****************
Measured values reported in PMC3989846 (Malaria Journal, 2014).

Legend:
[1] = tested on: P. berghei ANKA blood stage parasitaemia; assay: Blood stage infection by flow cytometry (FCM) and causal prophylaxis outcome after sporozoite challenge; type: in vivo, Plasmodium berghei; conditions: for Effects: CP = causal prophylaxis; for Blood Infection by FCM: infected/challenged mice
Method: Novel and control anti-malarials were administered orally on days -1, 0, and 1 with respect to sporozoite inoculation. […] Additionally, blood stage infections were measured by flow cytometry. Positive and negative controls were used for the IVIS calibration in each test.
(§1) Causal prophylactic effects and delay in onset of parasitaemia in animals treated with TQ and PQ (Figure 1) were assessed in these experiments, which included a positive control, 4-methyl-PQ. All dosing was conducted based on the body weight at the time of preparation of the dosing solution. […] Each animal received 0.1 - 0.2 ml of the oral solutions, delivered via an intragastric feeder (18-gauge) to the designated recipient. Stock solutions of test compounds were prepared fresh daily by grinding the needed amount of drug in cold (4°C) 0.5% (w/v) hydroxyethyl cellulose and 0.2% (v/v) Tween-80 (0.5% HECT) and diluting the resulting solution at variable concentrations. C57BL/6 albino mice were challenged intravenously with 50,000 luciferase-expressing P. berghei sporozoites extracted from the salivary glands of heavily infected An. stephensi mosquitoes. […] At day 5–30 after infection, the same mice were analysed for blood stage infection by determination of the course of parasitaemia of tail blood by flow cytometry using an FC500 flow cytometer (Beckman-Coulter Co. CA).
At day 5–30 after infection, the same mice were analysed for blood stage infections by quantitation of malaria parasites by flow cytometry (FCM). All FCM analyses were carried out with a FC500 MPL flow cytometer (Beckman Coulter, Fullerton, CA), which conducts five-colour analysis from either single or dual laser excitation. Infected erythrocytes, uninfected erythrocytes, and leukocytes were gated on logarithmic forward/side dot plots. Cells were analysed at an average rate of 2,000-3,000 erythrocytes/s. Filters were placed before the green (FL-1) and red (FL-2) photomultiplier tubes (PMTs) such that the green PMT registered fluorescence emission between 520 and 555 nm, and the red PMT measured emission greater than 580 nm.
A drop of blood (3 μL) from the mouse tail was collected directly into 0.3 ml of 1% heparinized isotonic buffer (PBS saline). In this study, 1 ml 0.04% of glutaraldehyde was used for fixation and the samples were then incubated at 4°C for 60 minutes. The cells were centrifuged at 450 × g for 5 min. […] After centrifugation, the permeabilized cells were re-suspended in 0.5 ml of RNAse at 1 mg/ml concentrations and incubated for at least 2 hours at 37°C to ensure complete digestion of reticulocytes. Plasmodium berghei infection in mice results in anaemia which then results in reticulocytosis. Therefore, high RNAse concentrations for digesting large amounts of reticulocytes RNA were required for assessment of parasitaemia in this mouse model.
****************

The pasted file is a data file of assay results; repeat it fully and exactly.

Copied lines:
Measured values reported in PMC3989846 (Malaria Journal, 2014).

Legend:
[1] = tested on: P. berghei ANKA blood stage parasitaemia; assay: Blood stage infection by flow cytometry (FCM) and causal prophylaxis outcome after sporozoite challenge; type: in vivo, Plasmodium berghei; conditions: for Effects: CP = causal prophylaxis; for Blood Infection by FCM: infected/challenged mice
Method: Novel and control anti-malarials were administered orally on days -1, 0, and 1 with respect to sporozoite inoculation. […] Additionally, blood stage infections were measured by flow cytometry. Positive and negative controls were used for the IVIS calibration in each test.
(§1) Causal prophylactic effects and delay in onset of parasitaemia in animals treated with TQ and PQ (Figure 1) were assessed in these experiments, which included a positive control, 4-methyl-PQ. All dosing was conducted based on the body weight at the time of preparation of the dosing solution. […] Each animal received 0.1 - 0.2 ml of the oral solutions, delivered via an intragastric feeder (18-gauge) to the designated recipient. Stock solutions of test compounds were prepared fresh daily by grinding the needed amount of drug in cold (4°C) 0.5% (w/v) hydroxyethyl cellulose and 0.2% (v/v) Tween-80 (0.5% HECT) and diluting the resulting solution at variable concentrations. C57BL/6 albino mice were challenged intravenously with 50,000 luciferase-expressing P. berghei sporozoites extracted from the salivary glands of heavily infected An. stephensi mosquitoes. […] At day 5–30 after infection, the same mice were analysed for blood stage infection by determination of the course of parasitaemia of tail blood by flow cytometry using an FC500 flow cytometer (Beckman-Coulter Co. CA).
At day 5–30 after infection, the same mice were analysed for blood stage infections by quantitation of malaria parasites by flow cytometry (FCM). All FCM analyses were carried out with a FC500 MPL flow cytometer (Beckman Coulter, Fullerton, CA), which conducts five-colour analysis from either single or dual laser excitation. Infected erythrocytes, uninfected erythrocytes, and leukocytes were gated on logarithmic forward/side dot plots. Cells were analysed at an average rate of 2,000-3,000 erythrocytes/s. Filters were placed before the green (FL-1) and red (FL-2) photomultiplier tubes (PMTs) such that the green PMT registered fluorescence emission between 520 and 555 nm, and the red PMT measured emission greater than 580 nm.
A drop of blood (3 μL) from the mouse tail was collected directly into 0.3 ml of 1% heparinized isotonic buffer (PBS saline). In this study, 1 ml 0.04% of glutaraldehyde was used for fixation and the samples were then incubated at 4°C for 60 minutes. The cells were centrifuged at 450 × g for 5 min. […] After centrifugation, the permeabilized cells were re-suspended in 0.5 ml of RNAse at 1 mg/ml concentrations and incubated for at least 2 hours at 37°C to ensure complete digestion of reticulocytes. Plasmodium berghei infection in mice results in anaemia which then results in reticulocytosis. Therefore, high RNAse concentrations for digesting large amounts of reticulocytes RNA were required for assessment of parasitaemia in this mouse model.